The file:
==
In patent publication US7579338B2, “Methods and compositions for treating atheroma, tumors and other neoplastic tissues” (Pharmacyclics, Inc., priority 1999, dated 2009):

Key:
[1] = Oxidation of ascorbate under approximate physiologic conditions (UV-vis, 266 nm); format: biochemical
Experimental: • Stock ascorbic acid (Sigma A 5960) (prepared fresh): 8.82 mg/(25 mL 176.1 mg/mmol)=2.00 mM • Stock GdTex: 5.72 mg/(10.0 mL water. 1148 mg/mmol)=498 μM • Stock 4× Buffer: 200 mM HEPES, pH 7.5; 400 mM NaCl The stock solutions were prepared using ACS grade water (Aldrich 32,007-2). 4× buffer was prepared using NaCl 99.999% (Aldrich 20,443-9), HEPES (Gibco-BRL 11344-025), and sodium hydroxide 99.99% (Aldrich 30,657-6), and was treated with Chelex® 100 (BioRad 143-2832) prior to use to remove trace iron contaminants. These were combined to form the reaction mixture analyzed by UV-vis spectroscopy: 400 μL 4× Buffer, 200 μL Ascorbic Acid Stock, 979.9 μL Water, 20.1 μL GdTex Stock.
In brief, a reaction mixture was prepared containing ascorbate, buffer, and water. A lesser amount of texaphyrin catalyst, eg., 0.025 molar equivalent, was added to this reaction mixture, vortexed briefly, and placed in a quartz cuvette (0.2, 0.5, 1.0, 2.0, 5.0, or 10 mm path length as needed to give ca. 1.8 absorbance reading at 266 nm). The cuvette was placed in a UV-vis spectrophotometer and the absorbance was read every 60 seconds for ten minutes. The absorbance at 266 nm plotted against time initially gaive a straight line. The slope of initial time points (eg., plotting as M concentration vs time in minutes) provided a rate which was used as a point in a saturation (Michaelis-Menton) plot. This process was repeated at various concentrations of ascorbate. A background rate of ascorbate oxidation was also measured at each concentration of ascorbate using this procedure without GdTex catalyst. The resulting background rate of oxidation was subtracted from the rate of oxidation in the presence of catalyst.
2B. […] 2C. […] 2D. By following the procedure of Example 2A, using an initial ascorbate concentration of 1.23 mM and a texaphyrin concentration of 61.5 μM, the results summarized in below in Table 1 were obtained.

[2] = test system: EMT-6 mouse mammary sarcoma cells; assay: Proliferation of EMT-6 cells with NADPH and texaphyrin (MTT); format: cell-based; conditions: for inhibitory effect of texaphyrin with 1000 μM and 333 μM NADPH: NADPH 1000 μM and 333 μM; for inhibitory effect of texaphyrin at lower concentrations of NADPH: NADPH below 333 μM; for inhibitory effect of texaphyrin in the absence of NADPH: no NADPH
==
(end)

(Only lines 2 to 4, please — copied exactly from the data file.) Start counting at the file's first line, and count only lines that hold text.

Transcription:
Key:
[1] = Oxidation of ascorbate under approximate physiologic conditions (UV-vis, 266 nm); format: biochemical
Experimental: • Stock ascorbic acid (Sigma A 5960) (prepared fresh): 8.82 mg/(25 mL 176.1 mg/mmol)=2.00 mM • Stock GdTex: 5.72 mg/(10.0 mL water. 1148 mg/mmol)=498 μM • Stock 4× Buffer: 200 mM HEPES, pH 7.5; 400 mM NaCl The stock solutions were prepared using ACS grade water (Aldrich 32,007-2). 4× buffer was prepared using NaCl 99.999% (Aldrich 20,443-9), HEPES (Gibco-BRL 11344-025), and sodium hydroxide 99.99% (Aldrich 30,657-6), and was treated with Chelex® 100 (BioRad 143-2832) prior to use to remove trace iron contaminants. These were combined to form the reaction mixture analyzed by UV-vis spectroscopy: 400 μL 4× Buffer, 200 μL Ascorbic Acid Stock, 979.9 μL Water, 20.1 μL GdTex Stock.